Turkey, Saudi Arabia to hold joint drills: Military sources
Deniz Zeyrek – ANKARA
Turkey and Saudi Arabia will hold joint military drills as part of a decision to strategically cooperate against common threats, sources have told daily Hürriyet. However, the state-run Anadolu Agency quoted military sources as denying such a planning.
Turkish Chief of General Staff Hulusi Akar’s visit to Saudi Arabia in late January, which had coincided with Turkish Prime Minister Ahmet Davutoğlu’s official visit to the country, brought about a decision to hold joint military exercises with the participation of the two countries’ armies, military sources told Hürriyet.
Sources speaking on condition of anonymity said a decision for “the strategic cooperation against common threats” had been made during the meeting in Riyadh.
Still, military sources said the Feb. 10 media reports, which said such a joint drill would be held, did not reflect the truth, Anadolu Agency said later on Feb. 10. The agency quoted the sources as also denying that the Turkish military would attend a Saudi-led exercise, admitting that a deal was made for joint military training.
The visit was not to discuss the coalition against the Islamic State of Iraq and the Levant’s (ISIL) facilities in Syria but rather conducted to strengthen mutual ties between the two states and armies, according to the sources speaking to Hürriyet.
The “Islam army,” which Saudi Arabia had announced to be formed on Dec. 15, 2015, consisting of 34 Sunni Islam states, to fight terrorism amid a continuing war on jihadists in the Middle East and elsewhere, was not on the agenda of the meetings in Riyadh.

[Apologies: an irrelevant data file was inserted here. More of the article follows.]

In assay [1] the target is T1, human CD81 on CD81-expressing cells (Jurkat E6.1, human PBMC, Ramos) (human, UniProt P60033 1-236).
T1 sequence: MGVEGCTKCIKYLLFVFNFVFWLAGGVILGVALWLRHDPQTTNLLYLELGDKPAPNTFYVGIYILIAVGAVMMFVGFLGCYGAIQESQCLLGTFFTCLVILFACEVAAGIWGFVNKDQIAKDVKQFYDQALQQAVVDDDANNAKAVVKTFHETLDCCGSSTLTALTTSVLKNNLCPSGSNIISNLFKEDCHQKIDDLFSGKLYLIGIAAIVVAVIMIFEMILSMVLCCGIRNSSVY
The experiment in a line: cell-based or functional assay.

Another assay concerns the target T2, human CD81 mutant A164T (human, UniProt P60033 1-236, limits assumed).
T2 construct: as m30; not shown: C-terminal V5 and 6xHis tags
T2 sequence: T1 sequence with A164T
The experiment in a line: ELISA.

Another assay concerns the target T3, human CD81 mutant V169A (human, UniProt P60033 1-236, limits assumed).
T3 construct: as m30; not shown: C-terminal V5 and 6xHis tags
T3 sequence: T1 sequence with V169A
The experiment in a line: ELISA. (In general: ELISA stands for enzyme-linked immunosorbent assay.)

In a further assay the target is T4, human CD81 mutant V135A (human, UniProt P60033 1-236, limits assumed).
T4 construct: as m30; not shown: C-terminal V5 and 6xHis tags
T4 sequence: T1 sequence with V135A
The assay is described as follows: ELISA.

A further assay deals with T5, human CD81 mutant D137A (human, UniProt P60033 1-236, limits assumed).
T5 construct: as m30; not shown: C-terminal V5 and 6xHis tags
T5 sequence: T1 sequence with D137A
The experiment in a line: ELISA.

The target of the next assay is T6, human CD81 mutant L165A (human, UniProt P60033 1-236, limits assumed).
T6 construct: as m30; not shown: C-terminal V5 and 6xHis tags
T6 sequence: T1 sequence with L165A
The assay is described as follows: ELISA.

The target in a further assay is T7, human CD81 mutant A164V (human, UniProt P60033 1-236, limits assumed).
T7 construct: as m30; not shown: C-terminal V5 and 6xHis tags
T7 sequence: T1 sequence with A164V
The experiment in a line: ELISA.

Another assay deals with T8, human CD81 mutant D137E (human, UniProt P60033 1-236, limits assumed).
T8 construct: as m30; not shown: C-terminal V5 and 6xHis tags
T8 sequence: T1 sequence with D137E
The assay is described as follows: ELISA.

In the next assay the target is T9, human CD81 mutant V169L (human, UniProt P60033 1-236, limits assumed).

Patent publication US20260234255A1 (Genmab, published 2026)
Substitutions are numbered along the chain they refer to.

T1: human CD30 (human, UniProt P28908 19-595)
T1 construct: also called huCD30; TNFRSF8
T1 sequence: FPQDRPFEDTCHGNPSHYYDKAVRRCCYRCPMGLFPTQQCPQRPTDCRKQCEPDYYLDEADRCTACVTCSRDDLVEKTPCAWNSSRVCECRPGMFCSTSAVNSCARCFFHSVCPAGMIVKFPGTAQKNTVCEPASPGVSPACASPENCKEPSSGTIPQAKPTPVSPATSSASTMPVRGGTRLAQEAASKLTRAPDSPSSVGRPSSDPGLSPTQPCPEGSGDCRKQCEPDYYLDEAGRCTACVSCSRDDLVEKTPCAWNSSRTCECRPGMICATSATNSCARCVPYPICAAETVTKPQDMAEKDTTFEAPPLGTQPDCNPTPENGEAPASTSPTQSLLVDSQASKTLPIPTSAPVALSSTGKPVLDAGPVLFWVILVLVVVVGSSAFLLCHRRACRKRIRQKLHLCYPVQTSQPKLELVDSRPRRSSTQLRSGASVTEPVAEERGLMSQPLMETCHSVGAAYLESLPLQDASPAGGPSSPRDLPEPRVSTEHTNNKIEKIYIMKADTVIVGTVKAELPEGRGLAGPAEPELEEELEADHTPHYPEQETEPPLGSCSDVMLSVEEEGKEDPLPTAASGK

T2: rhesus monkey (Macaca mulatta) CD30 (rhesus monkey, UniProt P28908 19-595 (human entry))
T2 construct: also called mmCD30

The visit coming right before Saudi Arabia and the United Arab Emirates declaring they were ready to send troops and special forces to Syria under the U.S.-led anti-ISIL coalition was also a coincidence, the sources said, adding Turkey was distancing itself from both of the issues.
“The togetherness that is being mentioned [by Saudi Arabia] cannot actually be called an ‘Islam army.’ Even if there is such an initiative, Turkey will not be a part of its military branch,” said a senior Turkish official.
The Turkish General Staff has two important considerations regarding the international community over sending troops to Syria.
The first of these two is that the United States has not made any preparations for ground troops to be deployed to Syria, as it knows a United Nations decision cannot be met due to Russia’s stance in the civil war in Syria.
Russia and Iran, which support Syrian President Bashar al-Assad and forces loyal to him, are at odds over Syria with the U.S.-led anti-ISIL coalition of more than 60 countries. While Russia wants al-Assad to remain in power, the U.S.-led coalition wants a transition period in the country, after which al-Assad would leave.
The U.S. and other Western countries also accuse Russia of carrying out airstrikes against civilians in Syria and opposition forces under the name of striking ISIL.
The second was that the Turkish army would not set foot on Syrian soil without a U.N. Security Council resolution.
Commenting on Akar’s visit to Riyadh, another Turkish official said a “High-level Strategic Cooperation Council” would be established soon between the two countries. Talks were ongoing on the civilian base, while they were also seeking ways to enhance the bilateral relations on the military aspect too, the official said.
The source said Akar’s visit should be regarded as a return visit, as the Saudi Arabian chief of staff had previously visited Turkey.
“The common aim here is for the two countries’ militaries to put forth a joint stance in responding to regional problems,” said the official, adding that Turkey tried to abstain from being seen as a part of the rift between Saudi Arabia and Iran.